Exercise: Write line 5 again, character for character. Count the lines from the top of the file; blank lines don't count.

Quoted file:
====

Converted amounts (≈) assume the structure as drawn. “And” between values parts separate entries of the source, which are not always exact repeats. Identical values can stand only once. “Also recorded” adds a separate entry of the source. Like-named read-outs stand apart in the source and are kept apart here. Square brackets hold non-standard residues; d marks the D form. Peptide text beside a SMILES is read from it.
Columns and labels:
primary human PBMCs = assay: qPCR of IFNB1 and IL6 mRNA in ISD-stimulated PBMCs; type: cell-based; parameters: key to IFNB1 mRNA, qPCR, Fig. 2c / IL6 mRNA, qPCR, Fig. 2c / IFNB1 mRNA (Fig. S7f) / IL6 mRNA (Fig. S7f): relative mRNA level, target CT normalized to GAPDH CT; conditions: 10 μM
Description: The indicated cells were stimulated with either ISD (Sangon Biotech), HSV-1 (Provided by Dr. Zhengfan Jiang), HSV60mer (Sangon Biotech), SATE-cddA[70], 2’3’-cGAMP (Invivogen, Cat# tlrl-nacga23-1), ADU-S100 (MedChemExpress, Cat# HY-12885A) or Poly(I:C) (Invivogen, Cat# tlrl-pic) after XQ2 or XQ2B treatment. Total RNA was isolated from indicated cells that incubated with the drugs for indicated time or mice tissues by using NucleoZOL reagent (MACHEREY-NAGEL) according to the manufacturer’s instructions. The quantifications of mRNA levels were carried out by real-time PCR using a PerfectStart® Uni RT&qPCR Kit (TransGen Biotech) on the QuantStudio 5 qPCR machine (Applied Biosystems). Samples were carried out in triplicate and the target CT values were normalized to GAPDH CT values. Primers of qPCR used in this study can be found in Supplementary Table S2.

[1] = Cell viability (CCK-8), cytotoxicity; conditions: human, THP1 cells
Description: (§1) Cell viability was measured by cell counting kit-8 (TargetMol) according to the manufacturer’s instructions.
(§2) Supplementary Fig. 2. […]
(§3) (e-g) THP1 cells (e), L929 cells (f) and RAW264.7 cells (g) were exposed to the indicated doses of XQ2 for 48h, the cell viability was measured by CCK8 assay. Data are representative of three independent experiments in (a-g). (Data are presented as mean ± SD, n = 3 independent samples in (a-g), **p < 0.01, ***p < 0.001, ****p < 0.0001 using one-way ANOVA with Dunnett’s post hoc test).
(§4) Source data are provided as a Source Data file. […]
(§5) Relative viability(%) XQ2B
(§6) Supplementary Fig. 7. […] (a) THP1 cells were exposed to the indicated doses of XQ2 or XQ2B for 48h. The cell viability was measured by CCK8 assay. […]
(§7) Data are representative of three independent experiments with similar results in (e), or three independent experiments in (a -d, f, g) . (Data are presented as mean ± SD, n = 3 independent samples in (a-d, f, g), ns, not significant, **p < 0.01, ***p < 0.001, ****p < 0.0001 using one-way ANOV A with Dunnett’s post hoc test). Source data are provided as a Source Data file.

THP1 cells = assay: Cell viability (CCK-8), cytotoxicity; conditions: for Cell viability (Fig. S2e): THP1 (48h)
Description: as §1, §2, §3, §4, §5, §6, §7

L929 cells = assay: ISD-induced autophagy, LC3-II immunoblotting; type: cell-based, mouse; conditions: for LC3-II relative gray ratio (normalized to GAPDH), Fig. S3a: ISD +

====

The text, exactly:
[1] = Cell viability (CCK-8), cytotoxicity; conditions: human, THP1 cells